This burial ground was part of the Steep Hollow community, named for the valley of the Steep Hollow Branch, a tributary of Wickson Creek. Residents were ranchers and farmers, and the community had a general store, cotton gin, gristmill and schoolhouse. Saint's Rest Baptist Church (later Steep Hollow Baptist Church), organized in 1873, was associated with the cemetery, which first served as a private family burial ground. In 1874, Charles and Evaline Peters conveyed property for the cemetery and surrounding land to the church.
The earliest interments were those of James Peters, (d.1870) son of Charles and Evaline, and Robert Martin (d.1871), son of Sarah Ann (Cheshire) and Rev. Samuel Crawford Martin (d. 1902), the first pastor of Saint's Rest Baptist Church. The Martins are also buried here with four other ministers of the church. Other burials include teachers, businessmen, farmers, ranchers and veterans of military conflicts dating to the Civil War. The cemetery is located in a naturalistic setting and features curbing, interior fencing, vertical stones, obelisks, and woodmen of the world grave markers.
In its early years, family members cared for grounds. By 1926, the Steep Hollow Cemetery Association (SHCA) had formed to maintain the cemetery. In 1966, the church officially transferred ownership of the burial ground to the cemetery association. Today, Steep Hollow Cemetery continues to serve the area and persists as a reminder of the pioneering men and women whose hard work and sacrifice contributed to the establishment of the Steep Hollow community.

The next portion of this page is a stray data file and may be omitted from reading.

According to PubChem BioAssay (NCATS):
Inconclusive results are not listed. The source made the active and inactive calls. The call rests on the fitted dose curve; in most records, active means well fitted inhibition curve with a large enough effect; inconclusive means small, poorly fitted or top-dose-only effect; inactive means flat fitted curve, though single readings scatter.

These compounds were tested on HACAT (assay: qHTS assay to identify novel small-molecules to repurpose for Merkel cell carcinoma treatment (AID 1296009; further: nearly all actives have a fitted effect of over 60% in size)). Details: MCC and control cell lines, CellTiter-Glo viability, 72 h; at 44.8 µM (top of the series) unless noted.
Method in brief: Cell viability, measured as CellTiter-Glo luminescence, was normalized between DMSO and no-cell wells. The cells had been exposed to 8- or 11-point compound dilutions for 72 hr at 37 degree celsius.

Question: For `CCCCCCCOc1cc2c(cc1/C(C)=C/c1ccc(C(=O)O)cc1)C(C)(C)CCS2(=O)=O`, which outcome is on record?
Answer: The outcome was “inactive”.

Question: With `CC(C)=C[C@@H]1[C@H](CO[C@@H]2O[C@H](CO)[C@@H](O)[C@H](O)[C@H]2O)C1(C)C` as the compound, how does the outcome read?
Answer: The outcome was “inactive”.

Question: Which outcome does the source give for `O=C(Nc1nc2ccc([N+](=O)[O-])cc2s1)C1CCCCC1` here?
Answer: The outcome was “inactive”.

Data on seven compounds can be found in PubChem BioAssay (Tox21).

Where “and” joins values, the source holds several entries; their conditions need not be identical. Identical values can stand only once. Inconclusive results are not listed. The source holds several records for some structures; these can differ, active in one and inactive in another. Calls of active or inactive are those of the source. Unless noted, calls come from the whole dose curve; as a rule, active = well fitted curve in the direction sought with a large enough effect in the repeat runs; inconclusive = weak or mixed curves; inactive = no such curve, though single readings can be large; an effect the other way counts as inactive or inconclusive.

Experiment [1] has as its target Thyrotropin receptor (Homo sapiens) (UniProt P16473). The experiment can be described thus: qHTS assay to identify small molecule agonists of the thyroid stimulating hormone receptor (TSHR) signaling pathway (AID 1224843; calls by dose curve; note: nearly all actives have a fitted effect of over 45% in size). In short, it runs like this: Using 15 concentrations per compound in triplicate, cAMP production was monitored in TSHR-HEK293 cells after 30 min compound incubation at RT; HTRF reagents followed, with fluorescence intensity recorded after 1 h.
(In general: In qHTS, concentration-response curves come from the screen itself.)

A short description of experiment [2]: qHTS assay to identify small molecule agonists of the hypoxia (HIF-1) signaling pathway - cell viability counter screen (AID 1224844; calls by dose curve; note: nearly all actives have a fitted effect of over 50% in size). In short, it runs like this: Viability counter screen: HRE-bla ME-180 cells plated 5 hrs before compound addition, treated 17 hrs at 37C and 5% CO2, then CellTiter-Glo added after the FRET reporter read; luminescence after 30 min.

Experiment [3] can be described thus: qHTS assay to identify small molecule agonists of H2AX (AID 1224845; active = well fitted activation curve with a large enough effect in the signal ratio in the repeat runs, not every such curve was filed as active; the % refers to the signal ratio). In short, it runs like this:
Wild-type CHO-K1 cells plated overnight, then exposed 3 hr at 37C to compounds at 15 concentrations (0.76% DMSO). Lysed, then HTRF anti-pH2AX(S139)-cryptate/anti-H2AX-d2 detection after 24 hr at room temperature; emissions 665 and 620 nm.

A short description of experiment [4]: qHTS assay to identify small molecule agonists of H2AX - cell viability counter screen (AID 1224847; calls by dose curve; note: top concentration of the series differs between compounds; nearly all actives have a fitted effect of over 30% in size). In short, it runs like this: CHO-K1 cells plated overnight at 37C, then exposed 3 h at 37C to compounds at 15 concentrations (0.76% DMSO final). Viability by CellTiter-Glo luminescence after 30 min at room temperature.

When Texas A&M University opened in 1876, it was four miles from Bryan, the nearest town, and the need for campus housing for faculty and staff arose. The first of the campus houses, five brick homes along the east side of Throckmorton Street, were built in 1876. By 1938, there were more than one hundred homes on campus. The types of houses varied, ranging from large Queen Anne style homes to small bungalows and cottages. The homes were located throughout the campus. When the City of College Station was incorporated in 1938, housing in town became available, and the decision was made to remove the faculty housing. Many residents expressed a desire to buy their homes, and the college began accepting bids in 1941. One third of the houses were soon sold, with prices ranging from $200-$800. Another third were sold and moved over the next twenty years. The rest of the original structures were burned or razed. None remain on campus. Forty-one of the original homes have been located. Thirty-eight are in College Station, two are in Bryan, and one is about two miles north of Bryan.